The halftime show for Super Bowl XXVI, in 1992, was legendarily awful – and not just because of the grotesque, striped sweater Olympic figure skater Brian Boitano wore while declaring, with Dorothy Hamill at his side, “It’s winter magic!” Kids in MC Hammer pants rapped about Frosty the Snowman; a dude on stilts was inexplicably given seven of television’s most valuable seconds to wave to the camera. You could practically hear viewers changing channels to Fox’ In Living Color halftime special, which beat CBS’ official halftime show in the ratings. Something had to be done. Something big.
Michael Jackson big.
By 1993, MJ’s brand of dance music was slipping out of pop culture, as grunge, alternative rock and hip-hop were ascending. The King of Pop was halfway through the Dangerous tour, playing stadiums around the world, but he was 10 years removed from Thriller and needed a pop-culture revival. He agreed to an interview with Oprah Winfrey – still one of Oprah’s highest-rated shows ever – and said yes when the NFL asked him to play the 1993 halftime show at the Rose Bowl in Pasadena, California.
He had conditions, of course. He wanted to do his newish ballad “Heal the World” for the entirety of the 12-minute performance. He wanted 3,500 “volunteer fans” to surround the stage, providing an MJ-in-concert experience rather than a bathroom break for rich, beer-drinking football fans in the stadium. And he wanted Don Mischer, the show’s producer, to sit in the production truck, directing the performance in real time, even though NBC, the Super Bowl’s new network, had its own people and didn’t appreciate the meddling.
“Michael wasn’t too aware of the Super Bowl. He wasn’t too aware of how big this was,” recalls Arlen Kantarian, the show’s executive producer. “He just said, ‘Why don’t we call it the Thriller Bowl?'”
Jackson did not win every argument. The Super Bowl was still the Super Bowl. Producers talked him into performing a medley of his hits – “Billie Jean,” “We Are the World” and the newish “Jam” and “Black or White” – in addition to an elaborate show-closing version of “Heal the World.” But they agreed to let thousands of children file up the steps and onto the stage during the finale, and they agreed to let Mischer co-produce the halftime show in the booth along with NBC’s longtime game producer.
MJ brought his own band and dancers to perform on a set that weighed 12 tons and had to be built quickly from 26 separate pieces – without damaging the turf for the second half. Producers arranged for 275 people to do the job in less than six minutes.
A few days before the game, Jackson and crew had rehearsed in a tent outside the Rose Bowl. “We all knew, just by reading, about how Michael is a perfectionist,” Kantarian says. “But to see how he repeated the same choreography, 12, 14, 16 times, was just incredible.” Jackson’s choreographer, Vince Paterson, tried to convince him to try new moves for the show, but MJ didn’t want to complicate things. “That was one of the little points of contention between us for that project,” Paterson recalls. “I kept saying, ‘But Michael, we’ve already done this,’ and he kept saying, ‘But everybody will love it!'”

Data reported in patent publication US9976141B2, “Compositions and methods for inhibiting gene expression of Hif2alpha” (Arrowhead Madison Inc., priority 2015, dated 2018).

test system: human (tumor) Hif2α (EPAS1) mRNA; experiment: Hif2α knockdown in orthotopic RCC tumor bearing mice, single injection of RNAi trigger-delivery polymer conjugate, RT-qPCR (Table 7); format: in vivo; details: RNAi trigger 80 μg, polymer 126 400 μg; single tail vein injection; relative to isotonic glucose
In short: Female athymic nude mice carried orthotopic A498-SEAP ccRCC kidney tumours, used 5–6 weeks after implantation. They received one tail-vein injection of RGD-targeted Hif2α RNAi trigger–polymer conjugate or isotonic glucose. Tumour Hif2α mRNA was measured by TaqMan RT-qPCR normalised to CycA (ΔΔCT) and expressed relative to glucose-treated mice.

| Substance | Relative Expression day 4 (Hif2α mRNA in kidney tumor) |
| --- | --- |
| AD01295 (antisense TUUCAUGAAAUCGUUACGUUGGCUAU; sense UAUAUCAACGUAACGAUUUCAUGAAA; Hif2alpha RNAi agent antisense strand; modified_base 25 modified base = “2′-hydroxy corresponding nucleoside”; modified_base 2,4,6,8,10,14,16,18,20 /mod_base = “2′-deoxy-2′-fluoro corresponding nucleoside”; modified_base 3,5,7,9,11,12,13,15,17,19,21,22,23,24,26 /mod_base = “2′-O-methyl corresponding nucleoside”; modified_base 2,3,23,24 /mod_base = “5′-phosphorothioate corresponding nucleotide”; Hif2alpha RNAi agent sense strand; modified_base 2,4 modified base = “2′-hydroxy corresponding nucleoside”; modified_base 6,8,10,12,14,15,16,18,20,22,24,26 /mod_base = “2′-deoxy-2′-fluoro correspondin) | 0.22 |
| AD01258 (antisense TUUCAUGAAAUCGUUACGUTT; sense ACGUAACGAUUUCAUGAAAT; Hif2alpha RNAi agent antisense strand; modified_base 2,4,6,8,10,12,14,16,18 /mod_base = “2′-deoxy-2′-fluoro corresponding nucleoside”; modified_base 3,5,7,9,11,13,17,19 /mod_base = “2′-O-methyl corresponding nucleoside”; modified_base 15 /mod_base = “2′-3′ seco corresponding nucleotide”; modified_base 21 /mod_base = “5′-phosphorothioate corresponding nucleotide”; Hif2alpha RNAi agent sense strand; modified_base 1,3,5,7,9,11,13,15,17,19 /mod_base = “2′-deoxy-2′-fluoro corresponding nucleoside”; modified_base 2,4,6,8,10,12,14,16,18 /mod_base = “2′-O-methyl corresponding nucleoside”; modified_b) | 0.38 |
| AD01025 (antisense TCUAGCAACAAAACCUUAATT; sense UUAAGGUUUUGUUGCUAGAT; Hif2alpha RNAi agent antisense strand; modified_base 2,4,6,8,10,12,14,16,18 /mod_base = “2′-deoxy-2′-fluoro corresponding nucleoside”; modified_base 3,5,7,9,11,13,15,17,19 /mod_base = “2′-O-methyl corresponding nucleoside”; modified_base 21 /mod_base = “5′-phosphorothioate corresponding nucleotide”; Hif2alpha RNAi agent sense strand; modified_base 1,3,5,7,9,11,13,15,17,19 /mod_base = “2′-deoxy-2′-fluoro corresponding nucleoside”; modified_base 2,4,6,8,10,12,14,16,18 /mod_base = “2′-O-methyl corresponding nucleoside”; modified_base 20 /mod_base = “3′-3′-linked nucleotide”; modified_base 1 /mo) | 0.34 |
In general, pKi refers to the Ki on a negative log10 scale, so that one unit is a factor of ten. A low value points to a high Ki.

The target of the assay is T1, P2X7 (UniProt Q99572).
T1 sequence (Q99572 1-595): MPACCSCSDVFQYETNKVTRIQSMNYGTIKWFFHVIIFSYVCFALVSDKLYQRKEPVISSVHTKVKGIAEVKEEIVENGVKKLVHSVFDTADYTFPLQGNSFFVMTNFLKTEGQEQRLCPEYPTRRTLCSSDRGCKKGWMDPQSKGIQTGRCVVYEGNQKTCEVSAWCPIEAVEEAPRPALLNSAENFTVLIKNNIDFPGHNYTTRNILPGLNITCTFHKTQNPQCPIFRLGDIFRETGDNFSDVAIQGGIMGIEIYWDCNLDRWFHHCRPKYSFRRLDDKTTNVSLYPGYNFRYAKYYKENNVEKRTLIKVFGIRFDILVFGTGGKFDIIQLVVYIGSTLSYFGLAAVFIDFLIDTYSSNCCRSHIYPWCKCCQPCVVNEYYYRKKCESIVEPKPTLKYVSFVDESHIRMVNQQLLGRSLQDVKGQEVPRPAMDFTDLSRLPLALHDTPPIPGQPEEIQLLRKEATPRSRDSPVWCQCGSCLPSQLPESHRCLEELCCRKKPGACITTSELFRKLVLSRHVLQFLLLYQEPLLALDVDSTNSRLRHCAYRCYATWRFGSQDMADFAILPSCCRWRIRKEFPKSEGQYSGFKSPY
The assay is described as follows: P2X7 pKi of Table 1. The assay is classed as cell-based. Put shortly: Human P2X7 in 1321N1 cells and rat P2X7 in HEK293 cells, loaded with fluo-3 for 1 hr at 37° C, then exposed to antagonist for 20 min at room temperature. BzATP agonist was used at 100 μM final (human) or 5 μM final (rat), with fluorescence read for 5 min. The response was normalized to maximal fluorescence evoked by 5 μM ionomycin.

When MJ arrived on stage, he was jittery. “That’s the only time I ever felt that Michael was nervous – because that’s a hell of a lot of pressure. If something goes wrong, that’s forever,” says Jennifer Batten, his lead guitarist at the time. “He was a little scatterbrained.”
Jackson had been opening shows on the Dangerous tour by launching eight feet into the air, from a machine known as the toaster, then holding a pose in his navy-and-gold military jacket and sunglasses as the crowd roared. “He said, ‘Don’t queue the music to start, or anything else, until I break my wrist. I’m gonna feel it. I’m gonna feel it,'” Mischer recalls. “So he bops out of the toaster, and 20 seconds go by. Thirty seconds go by. It is now feeling like an eternity. His fans are screaming, but he just doesn’t give me the cue. … It got down to me saying, ‘Come on, Michael! Jesus Christ!’ It finally came down to a minute and 35 seconds – that’s like $15 million worth of advertising time.”
Everything went right – even “Heal the World,” one of Jackson’s most mawkish songs, justified its extended performance with an elaborate stunt, in which the entire crowd turned over cards to reveal giant cartoons of children holding hands. With MJ, the Super Bowl graduated from what Kantarian calls “a college marching band or Up with People” to big-time pop stars from Beyoncé to Prince and Bruce Springsteen. And it was one of the final times Jackson was fully in command of his own image and career – months later, a child would accuse him of molestation, charges Jackson fought, then settled. “He was a gentle, quiet man,” Mischer says. “But when he stepped onstage, he became a general.”